Bosnian Pyramids

Being a history buff and interested in lost Ancient technology, I came across a website a few years ago that claimed there are ancient pyramids in Bosnia discovered by a local amateur archaeologist in the mid-2000s. I was intrigued and had to go check them out for myself with an open mind, hoping to believe they were indeed man-made.

There are many sceptics who do not believe there are pyramids. That the claim is false so tourism will improve and boost the local’s income.

The Valley of the Pyramids is made up of the Sun, Moon, Dragon, Earth and Love pyramids with an extensive underground tunnel network under the valley. The largest at 220 metres is the Pyramid of the Sun, making it larger than the Egyptian structures.

My host offered to take me for the 50 minute journey by car to the site in the town of Visoko.  Much easier and quicker than using the local buses, so we ripped the taxi sign off the roof of her husband’s cab and set off on the scenic 30km journey.

Expecting to stand at the bottom of a pyramid, I was surprised to be driven up a small hilly side road where we stopped at a make-shift car park with a map and souvenir shop selling fridge magnets and key rings of the so called pyramids.

I was immediately given an ill-fitting hardhat and whisked underground into a tunnel with a non-English speaking archaeologist who pointed out a large stone with supposed smile and eyes etched into it, an 8 tonne broken megalith, rocks that cling to the ceiling without explanation (glue anyone?) inside a car tyre.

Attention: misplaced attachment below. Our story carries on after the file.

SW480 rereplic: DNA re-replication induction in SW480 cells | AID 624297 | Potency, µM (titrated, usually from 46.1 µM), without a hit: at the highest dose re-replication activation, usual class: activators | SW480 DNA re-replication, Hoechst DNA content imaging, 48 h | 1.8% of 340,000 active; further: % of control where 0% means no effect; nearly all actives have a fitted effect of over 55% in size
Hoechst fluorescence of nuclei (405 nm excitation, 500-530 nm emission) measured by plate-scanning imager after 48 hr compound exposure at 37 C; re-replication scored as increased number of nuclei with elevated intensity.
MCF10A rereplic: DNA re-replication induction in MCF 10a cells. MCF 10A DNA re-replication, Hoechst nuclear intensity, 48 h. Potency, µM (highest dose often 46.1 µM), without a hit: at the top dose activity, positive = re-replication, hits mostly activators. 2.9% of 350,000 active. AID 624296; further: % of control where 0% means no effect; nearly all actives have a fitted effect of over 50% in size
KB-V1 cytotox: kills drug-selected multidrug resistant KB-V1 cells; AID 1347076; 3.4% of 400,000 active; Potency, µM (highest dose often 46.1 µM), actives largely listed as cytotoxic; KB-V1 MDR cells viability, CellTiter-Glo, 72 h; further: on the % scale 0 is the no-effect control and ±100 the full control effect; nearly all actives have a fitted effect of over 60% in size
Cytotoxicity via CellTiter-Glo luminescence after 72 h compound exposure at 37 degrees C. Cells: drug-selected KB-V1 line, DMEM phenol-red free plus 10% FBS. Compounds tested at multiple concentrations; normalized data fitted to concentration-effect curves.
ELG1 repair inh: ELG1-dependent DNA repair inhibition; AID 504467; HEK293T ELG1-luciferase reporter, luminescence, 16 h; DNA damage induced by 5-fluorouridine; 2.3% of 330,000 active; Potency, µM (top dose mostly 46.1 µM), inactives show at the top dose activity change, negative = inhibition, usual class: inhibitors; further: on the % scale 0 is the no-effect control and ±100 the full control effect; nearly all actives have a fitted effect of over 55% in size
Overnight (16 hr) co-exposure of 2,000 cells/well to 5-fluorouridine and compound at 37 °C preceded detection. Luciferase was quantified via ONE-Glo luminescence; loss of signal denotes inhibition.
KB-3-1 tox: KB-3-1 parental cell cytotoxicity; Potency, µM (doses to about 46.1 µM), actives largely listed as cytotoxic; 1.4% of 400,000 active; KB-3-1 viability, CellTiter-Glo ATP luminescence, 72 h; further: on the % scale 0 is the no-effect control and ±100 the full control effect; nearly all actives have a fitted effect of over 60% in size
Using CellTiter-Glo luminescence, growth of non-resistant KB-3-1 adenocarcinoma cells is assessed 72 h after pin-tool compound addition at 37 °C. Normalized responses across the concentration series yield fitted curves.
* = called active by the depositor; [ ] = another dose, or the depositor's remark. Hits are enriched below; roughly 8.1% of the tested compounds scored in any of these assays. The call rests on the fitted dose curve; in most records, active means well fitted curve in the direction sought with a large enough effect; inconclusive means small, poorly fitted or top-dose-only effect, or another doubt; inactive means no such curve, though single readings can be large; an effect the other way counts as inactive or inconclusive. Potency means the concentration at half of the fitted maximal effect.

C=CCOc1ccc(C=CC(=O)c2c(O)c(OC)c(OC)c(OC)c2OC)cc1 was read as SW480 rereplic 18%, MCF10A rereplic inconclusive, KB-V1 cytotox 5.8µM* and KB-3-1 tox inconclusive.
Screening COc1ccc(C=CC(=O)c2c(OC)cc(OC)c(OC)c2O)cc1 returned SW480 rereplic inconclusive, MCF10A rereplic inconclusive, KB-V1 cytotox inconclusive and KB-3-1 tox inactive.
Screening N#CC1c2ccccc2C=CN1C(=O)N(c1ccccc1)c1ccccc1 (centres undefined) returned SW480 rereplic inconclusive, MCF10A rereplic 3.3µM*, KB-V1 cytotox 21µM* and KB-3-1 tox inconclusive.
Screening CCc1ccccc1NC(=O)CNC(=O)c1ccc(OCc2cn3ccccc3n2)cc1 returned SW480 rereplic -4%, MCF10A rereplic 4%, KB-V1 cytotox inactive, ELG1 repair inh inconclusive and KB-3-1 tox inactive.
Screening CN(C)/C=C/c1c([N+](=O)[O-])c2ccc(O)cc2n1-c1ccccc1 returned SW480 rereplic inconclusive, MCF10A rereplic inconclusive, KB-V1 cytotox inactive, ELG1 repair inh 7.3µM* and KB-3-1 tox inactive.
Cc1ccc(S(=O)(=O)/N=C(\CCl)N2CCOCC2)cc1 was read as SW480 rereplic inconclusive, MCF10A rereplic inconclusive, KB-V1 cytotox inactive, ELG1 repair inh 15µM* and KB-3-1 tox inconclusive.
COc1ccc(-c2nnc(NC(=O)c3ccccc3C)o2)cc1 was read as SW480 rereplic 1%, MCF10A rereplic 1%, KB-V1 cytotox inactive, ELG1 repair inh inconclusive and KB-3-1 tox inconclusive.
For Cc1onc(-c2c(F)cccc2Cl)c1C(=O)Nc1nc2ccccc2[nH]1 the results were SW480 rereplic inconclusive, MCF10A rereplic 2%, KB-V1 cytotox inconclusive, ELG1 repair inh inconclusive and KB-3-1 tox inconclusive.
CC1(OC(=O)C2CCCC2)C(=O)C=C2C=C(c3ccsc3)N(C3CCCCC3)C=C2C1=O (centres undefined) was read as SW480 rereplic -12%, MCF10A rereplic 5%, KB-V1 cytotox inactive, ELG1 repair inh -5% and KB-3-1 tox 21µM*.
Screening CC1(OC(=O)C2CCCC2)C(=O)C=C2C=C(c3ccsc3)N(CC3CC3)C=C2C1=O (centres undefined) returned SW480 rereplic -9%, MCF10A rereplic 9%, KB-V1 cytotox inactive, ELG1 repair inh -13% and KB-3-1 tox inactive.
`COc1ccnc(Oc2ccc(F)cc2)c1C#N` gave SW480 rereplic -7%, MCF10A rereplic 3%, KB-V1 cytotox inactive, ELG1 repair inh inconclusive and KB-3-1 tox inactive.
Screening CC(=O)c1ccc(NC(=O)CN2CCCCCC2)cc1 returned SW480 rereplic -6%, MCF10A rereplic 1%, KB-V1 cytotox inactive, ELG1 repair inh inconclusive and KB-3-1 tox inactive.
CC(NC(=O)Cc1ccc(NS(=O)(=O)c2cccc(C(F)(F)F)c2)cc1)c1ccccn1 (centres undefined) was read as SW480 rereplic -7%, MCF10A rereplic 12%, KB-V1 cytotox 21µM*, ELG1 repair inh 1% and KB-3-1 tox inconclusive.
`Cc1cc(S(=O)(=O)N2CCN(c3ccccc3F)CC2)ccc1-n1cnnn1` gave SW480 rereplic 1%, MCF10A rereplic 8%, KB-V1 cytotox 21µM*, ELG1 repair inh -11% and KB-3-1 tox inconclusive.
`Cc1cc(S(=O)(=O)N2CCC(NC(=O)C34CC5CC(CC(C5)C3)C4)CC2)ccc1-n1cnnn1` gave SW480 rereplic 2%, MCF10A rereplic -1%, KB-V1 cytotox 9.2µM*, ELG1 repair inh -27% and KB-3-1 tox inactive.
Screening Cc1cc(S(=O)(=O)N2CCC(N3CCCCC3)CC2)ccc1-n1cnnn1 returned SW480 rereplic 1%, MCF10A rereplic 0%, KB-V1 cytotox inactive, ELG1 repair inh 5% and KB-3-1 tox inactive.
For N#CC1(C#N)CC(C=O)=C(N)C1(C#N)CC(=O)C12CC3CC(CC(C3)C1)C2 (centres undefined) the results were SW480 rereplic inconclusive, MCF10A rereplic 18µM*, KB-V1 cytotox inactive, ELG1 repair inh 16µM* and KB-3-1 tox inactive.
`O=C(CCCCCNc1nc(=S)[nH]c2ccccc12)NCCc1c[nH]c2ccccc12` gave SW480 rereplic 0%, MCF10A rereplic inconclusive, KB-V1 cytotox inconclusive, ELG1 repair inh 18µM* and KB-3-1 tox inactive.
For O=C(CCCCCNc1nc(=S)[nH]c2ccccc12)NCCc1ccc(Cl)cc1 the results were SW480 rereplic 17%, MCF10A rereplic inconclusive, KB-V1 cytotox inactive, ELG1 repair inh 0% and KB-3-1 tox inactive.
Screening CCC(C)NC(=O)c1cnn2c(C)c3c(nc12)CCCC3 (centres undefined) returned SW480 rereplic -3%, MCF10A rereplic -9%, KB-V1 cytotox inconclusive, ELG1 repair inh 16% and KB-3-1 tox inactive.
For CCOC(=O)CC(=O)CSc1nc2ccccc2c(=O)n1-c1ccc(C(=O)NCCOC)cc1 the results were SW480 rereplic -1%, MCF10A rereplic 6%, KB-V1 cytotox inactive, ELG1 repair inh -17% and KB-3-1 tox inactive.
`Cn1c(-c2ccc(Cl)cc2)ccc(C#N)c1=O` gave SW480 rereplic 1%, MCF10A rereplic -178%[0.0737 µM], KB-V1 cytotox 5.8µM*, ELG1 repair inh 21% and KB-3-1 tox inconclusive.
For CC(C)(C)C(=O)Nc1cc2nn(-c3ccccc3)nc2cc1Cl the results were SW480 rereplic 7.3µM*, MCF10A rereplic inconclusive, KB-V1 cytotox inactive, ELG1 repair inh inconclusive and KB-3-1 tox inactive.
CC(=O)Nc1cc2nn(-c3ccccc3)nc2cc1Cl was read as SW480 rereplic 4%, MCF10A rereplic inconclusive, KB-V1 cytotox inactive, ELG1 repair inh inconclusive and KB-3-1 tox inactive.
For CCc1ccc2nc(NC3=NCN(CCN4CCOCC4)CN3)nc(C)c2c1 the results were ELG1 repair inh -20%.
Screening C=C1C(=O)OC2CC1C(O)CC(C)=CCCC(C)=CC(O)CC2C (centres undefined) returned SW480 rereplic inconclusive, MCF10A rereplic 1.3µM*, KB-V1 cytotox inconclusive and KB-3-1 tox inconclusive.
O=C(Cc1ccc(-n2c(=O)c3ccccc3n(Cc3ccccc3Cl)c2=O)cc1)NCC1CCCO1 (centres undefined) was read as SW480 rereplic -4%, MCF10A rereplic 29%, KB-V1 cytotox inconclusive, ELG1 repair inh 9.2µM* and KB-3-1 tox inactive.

Smiley rock?

Hanging off the roof

The split 8 tonne megalith

“Where is the pyramid?”

“Oh its way over that way.  It is closed this time of year. “

The tunnels look like they could have easily been dug out in recent times, as I saw someone working at this while wandering around the labyrinth. The walls were made of sand and pebbles, like a river bed, as the guide had said it once was.  But it was very fragile and easy to pick away at. At one point I had to crawl to get thru a passage and came out with half the roof scraped off onto my backpack and clothing.

My host tried to interpret what the guide was saying back to me in English. It made no sense and eventually she gave up translating as the guide was “talking too much rubbish”.

After the tour of the tunnels, it was back to the make-shift shop and pressed to buy a fridge magnet or key ring which I decline to do. As much as I would like to help I ended up becoming a non-believer.

The guide pulls out a large hard covered book with photos from the area as a last ditch effort to convince me of its authenticity. One photo is of a rock with a shape of a knife cut out of it. Hmmm, no can’t convince me.

As we drove out of town to return to Sarajevo my host pointed out:

“Look there is the pyramid. It sort of looks like one doesn’t it?”

I had to agree, although covered in trees and looking just like a distinctly shaped natural mountain, like many I saw in Bosnia with similar shaping, only the Sun pyramid has a bit more straighter defined sides.

Related posts:

Sarajevo

Zagreb. There is more to Croatia than the Adriatic Coast

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3 thoughts on “Bosnian Pyramids

  1. Pingback: Sarajevo – Bosnia and Herzegovina | World City Wanderlust

  2. Pingback: Mirogoj Cemetery – Zagreb, Croatia | World City Wanderlust

  3. Pingback: Zagreb. There is more to Croatia than the Adriatic Coast | World City Wanderlust

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